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Study finds that spider peptide slows melanoma growth

An international study has discovered that a compound extracted from the Australian funnel-web spider is highly effective at killing melanoma cells, as well as cells taken from facial tumours on Tasmanian devils.

It is believed to be the first time the spider-derived peptide has been found to have anti-cancer properties in melanoma and Devil Facial Tumour Disease (DFTD) cells. The findings mean the compound could potentially become the basis for a new treatment for DFTD and melanoma in future.

The study was led by QIMR Berghofer researchers Dr Maria Ikonomopoulou and Dr Manuel A. Fernandez-Rojo, along with collaborators from the Institute for Molecular Bioscience at the University of Queensland.

The researchers tested the peptide – which is very similar to the known Gomesin peptide from the Brazilian spider Acanthoscurria gomesiana – in a series of laboratory experiments.

Dr Maria Ikonomopoulou, who led the study, said the early results were very promising.

“We decided to test this spider compound because it was very similar in chemical composition to a compound from a Brazilian spider, which was already known to have anti-cancer properties although it had never been tested in devil facial tumour cells,” Dr Ikonomopoulou said.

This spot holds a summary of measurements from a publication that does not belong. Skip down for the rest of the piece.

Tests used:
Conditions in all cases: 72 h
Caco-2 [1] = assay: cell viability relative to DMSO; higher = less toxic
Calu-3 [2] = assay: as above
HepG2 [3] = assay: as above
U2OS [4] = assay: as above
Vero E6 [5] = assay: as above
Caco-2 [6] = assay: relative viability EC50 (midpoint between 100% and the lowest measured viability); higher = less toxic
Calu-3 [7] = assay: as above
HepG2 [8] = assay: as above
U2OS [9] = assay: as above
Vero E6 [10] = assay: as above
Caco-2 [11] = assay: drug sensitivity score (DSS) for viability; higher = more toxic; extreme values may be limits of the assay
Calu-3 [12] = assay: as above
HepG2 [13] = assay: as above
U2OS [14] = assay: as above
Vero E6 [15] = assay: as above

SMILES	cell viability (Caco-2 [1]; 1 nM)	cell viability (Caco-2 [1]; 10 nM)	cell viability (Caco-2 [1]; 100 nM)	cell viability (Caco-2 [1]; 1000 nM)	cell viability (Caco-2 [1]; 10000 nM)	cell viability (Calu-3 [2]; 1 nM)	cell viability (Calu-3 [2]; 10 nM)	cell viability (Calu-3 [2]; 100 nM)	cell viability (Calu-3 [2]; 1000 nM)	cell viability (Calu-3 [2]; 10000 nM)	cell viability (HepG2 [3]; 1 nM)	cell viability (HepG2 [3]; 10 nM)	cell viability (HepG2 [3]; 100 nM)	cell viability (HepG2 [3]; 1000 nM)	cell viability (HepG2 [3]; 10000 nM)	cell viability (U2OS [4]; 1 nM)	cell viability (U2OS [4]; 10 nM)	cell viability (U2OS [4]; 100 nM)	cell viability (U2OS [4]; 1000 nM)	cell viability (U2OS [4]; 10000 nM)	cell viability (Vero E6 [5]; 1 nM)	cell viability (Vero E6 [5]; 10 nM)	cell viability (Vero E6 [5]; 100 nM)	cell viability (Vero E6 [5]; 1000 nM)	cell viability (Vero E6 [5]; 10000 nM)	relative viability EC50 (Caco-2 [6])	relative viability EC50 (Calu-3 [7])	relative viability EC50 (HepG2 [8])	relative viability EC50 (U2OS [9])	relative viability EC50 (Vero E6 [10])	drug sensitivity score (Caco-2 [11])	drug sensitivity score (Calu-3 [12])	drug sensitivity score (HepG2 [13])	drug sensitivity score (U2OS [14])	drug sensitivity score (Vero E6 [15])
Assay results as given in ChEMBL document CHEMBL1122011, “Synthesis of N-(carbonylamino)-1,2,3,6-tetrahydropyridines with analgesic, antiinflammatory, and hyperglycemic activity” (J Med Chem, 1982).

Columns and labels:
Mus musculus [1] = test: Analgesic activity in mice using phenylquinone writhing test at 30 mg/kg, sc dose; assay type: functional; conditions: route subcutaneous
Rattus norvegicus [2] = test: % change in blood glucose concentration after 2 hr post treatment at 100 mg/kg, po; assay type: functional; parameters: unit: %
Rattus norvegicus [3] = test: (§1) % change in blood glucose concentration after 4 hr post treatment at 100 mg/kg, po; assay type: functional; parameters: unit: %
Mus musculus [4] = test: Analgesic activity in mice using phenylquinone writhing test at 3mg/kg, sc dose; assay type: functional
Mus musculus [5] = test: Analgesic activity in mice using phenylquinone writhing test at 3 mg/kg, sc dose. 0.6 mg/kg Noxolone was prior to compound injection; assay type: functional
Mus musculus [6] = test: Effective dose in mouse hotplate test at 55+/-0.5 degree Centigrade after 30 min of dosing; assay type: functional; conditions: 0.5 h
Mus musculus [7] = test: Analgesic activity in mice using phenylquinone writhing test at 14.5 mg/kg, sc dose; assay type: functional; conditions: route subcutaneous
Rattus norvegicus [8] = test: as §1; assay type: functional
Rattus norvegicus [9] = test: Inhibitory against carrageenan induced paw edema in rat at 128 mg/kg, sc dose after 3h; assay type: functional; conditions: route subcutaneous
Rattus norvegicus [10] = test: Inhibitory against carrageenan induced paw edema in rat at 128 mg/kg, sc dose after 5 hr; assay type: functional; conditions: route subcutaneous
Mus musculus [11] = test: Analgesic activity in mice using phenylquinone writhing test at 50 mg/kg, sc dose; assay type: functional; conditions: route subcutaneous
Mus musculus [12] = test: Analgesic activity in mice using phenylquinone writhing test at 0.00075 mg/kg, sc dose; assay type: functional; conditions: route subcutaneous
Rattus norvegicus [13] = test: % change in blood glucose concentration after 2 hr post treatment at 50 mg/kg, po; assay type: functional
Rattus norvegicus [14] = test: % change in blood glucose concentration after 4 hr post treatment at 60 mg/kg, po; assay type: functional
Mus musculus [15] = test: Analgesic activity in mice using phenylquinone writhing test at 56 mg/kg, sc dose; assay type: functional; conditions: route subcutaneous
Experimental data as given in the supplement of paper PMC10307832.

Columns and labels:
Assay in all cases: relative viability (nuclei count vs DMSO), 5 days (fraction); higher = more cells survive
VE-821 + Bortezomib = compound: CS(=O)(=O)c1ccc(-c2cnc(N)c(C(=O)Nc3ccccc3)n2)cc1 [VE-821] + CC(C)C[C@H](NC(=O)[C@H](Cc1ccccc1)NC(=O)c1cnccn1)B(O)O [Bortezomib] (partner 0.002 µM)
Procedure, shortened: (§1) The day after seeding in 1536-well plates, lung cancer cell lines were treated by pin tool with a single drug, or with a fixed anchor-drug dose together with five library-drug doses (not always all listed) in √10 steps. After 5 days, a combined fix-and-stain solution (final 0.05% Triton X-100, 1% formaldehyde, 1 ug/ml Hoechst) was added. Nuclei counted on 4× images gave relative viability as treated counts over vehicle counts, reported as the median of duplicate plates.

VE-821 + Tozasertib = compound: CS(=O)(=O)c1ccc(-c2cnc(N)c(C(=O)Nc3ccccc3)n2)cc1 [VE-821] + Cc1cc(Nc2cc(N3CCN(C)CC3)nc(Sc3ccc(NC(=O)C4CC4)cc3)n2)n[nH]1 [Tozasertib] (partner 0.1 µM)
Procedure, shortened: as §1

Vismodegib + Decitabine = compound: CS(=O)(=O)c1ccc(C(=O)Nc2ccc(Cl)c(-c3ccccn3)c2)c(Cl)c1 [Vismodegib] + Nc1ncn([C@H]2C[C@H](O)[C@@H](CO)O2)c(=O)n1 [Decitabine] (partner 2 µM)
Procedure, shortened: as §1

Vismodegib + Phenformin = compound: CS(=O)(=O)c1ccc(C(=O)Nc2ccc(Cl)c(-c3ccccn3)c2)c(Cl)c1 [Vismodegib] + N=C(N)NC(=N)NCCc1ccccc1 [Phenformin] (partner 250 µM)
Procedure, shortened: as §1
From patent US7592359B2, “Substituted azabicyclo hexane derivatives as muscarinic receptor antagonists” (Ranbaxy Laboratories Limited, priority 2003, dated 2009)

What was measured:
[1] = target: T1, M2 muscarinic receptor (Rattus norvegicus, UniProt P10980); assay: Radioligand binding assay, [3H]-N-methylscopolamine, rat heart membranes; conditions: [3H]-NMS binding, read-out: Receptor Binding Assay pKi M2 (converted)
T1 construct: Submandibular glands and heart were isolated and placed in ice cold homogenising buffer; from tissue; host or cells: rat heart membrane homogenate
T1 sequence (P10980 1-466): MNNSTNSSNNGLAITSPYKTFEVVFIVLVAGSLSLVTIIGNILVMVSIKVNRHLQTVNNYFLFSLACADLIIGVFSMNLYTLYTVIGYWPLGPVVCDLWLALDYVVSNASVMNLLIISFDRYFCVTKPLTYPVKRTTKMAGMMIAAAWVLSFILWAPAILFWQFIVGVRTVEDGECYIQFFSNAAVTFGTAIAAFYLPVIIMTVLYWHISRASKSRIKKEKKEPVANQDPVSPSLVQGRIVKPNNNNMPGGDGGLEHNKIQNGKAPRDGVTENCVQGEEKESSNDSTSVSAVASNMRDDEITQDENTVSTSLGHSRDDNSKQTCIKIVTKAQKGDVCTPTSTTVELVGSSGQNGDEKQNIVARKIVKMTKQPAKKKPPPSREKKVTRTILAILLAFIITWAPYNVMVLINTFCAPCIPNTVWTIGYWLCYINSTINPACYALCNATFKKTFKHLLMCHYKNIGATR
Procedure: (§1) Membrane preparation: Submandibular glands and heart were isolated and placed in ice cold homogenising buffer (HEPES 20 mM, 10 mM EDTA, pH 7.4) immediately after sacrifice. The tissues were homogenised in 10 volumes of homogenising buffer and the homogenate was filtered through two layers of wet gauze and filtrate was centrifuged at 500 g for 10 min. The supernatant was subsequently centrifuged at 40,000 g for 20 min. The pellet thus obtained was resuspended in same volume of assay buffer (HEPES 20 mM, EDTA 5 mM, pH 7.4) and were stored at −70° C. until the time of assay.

“In our laboratory experiments we found that the Australian funnel-web spider peptide was better at killing melanoma cancer cells and stopping them from spreading than the Brazilian spider peptide. Additionally, the Australian spider peptide did not have a toxic effect on healthy skin cells.

“When we tested the Australian spider peptide on human melanoma cells in the laboratory, it killed the majority of them. We also found the peptide slowed the growth of melanomas in mice.”

Dr Ikonomopoulou and Dr Fernandez-Rojo also tested the compound on cells taken from facial tumours on Tasmanian devils.

“Similar to the effect in melanoma cells, we found that the Australian spider peptide killed the DFTD cells, but didn’t affect the healthy cells as much,” she said.

“We also experimented with different versions of the compound to try to find which one would be best at killing the DFTD cells,” she said.

“When we altered two particular amino acids in the peptide chain, the compound became even better at destroying the DFTD cells”.

“This research is still at a very early stage, but these results are very promising. There are many years of work ahead, but we hope that this compound could in the future be developed into a new treatment for melanoma and DFTD.

“These findings prompt us to continue investigating the potential of bioactive compounds derived from venom to treat melanoma, liver diseases, obesity and metabolism, as well as against the Tasmanian devil tumors in collaboration with the biopharmaceutical industry.”

Dr Ikonomopoulou and Dr Fernandez-Rojo are now based at the Madrid Institute for Advanced Studies, IMDEA-Food.

The findings have been published recently in two separate studies in the journals Scientific Reports and Cell Death Discovery.